As one of the first countries in Europe, Spain, under proposal of the Council of Ministers in 2005 and legally established under Royal Decree 416 of 2006, created the Disaster Relief Military Unit (UME). Its missions fall into a broad range of interventions from emergencies caused by natural hazards such as floods, fires and earthquakes to technological hazards, such as chemical, nuclear, radiological and biological attacks or accidents. The UME is available to help in emergencies from terrorist attacks including against critical infrastructures or ABC agents. The highly specialised military force consists of six battalions (five of intervention and one transmission battalion) and a total of 3,500 troops from the Army, Navy, Air Force and Royal Guard. Since its inauguration, it has garnered significant attention and prestige due to its national and international deployments for disaster relief.
For this reason, and foreseeing greater dynamism and manoeuvrability throughout the European territory, Volt Spain proposes to the Spanish government to permanently commit at least one UME Intervention Battalion (BIEM) to the European Union as one starting block for the foundation of a joint European Army. This battalion will have integrated the Training Plan for Disaster Relief Military Units (FORUME), a mechanism through which the UME offers a comprehensive solution for the training of new military emergency units. This will help countries, upon request, to be able to set up this type of unit to address more local issues.
Damien BOESELAGER, Member European Parliament
Francesca ROMANA D’ANTUONO, Co-President Volt Europa
Reinier VAN LANSCHOT, Co-President Volt Europa
Victoria BRINGMANN, Co-President Volt Austria
Alexander HARRER, Co-President Volt Austria
Olivia TEN HORN, Co-President Volt Belgium
Jordy VANPOUCKE, Co-President Volt Belgium
Kathrine RICHTER, Co-President Volt Denmark
Alexander NIELSEN, Co-President Volt Denmark
Fabiola CONTI, Co-President Volt France
Sven FRANCK, Co-President Volt France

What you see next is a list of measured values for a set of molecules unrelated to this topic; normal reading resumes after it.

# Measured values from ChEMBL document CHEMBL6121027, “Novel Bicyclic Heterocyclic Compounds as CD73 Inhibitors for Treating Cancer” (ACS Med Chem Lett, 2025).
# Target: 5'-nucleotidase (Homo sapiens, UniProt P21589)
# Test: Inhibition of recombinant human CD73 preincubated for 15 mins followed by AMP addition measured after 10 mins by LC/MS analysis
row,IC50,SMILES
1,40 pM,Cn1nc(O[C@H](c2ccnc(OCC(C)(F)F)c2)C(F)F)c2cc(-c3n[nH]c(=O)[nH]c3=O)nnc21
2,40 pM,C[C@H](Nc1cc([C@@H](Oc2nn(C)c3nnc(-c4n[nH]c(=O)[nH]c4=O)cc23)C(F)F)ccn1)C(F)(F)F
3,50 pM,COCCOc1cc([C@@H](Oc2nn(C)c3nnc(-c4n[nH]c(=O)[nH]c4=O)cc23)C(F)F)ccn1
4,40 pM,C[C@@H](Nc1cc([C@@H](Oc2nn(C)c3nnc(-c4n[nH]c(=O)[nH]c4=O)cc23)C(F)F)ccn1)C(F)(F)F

Friederike SCHIER, Co-President Volt Germany
Paul LOEPER, Co-President Volt Germany
Eliana CANAVESIO, Co-President Volt Italy
Gianluca GUERRA, Co-President Volt Italy
Alain BINTENER, President Volt Luxembourg
Alexia DEBONO, Co-President Volt Malta
Arnas LASYS, Co-President Volt Malta
Sacha MULLER, Co-President Volt Netherlands
Peter Paul DE LEEUW, Co-President Volt Netherlands
Tiago MATOS GOMEZ, President Volt Portugal
Alexander LÖF, Co-President Volt Sweden
Michael HOLZ, Co-President Volt Sweden
Karolina MACHOVA, Co-President Volt Czechia
Adam HANKA, Co-President Volt Czechia
Mihaela SIRITANU, Co-President Volt Romania
Stefan FLOREA, Co-President Volt Romania
Rachele ARCIULO, Co-President Volt Spain
Cristian Camilo Castrillon URREA, Co-President Volt Spain
Mikolaj BUSZMAN, Country Lead Volt Poland
Filip PRELČEC, Member of Volt Croatia
Wouter HEEMSKERK, Member of Volt Estonia
Felix Anand EPP, Member of Volt Finland
Serafeim BACHRAS, Member of Volt Greece
Alessandro DEL GENER, Member of Volt Ireland
Edgars LAZDINS, Member of Volt Latvia
Anita SEPRENYI, Member of Volt Hungary
Juraj SOMOROVSKY, Member of Volt Slovakia
Jernej ČERNIGO, Member of Volt Slovenia
Ioanna ACHILLEOS, Rūdolfs ALBERTINŠ, Serafeim BACHRAS, Vincent BAISSAT-SZLINGIER, Charlotte BARSKY, Alain BINTENER, Joel BOEHME, Martin BOUDA, Ernst BOUTKAN, Victoria BRINGMANN, Mikolaj BUSZMAN, Jernej ČERNIGO, Anthyme CERVEAUX, Fabiola CONTI, Johann COTEL, Stephan DE JONGHE, Claire DESBOIS, Alessandro DEL GENER, Rodoula DEMETRIADES, Ina DIMITRIEVA, Fanny DUBRAY, Charles DUTAU, Felix Anhand EPP, Robin FONTAINE, Sven FRANCK, Yun-Ithry GAMRANI, Jason HALBGEWACHS, Adam HANKA, Alexander HARRER, Wouter HEEMSKERK, Michael HOLZ, Jakob Overby KIRKEGAARD, François LAFITTE, Arnas LASYS, Edgars LAZDINS, Paul LOEPER, João NÓBREGA, Tanguy PINOMAA-DANZÉ, Filip PRELČEC, Stefan RAZVAN FLOREA, Kathrine RICHTER, Nicolas ROCCA, Laurent ROMARY, Rayane SEITZ, Anita SEPRENYI, Juray SOMOROVSKY, Nikolaos TATARIS, Olivia TEN HORN, Alexiane TERROCHAIRE-BARBANÇON, Cristian Camilo Castrillon URREA, Mathias VANHANENL, Joachim WILKE, Liam WORTHINGTON-EYRE
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- Wikipedia - Mass media in Slovenia (lien)
- Index on Censorship - Slovenia no longer a safe haven for the free press, par Benjamin Lynch, juillet 2021(lien)
- Slovenia Times - Govt rejects co-funding major media outlets, mai 2021 (lien)
- DW - Slovenia's press agency gets financial reprieve — but at what cost?, par Gasper Andrinek, November 2021 (lien)
- Euronews, Is freedom of the press at threat in Slovenia? par Valérie Gauriat, juin 2021 (lien)
- https://voxeurop, How I became a target for publicly funded hate in Slovenia, Domen Savič, octobre 2021 (lien)
- International Press Institute, Slovenia, SLAPPs and Silencing of the Media par Aljaž Pengov Bitenc, November 2020 (lien)
- Reporters without Borders - Slovenia’s EU Presidency must not obstruct efforts to improve media freedom in Europe, juin 2021 (lien)
- Wikipedia - Strategic lawsuit against public participation (lien)
- eucrim, Study Recommends anti-SLAPP Directive, par Thomas Wahl, février 2021 (lien)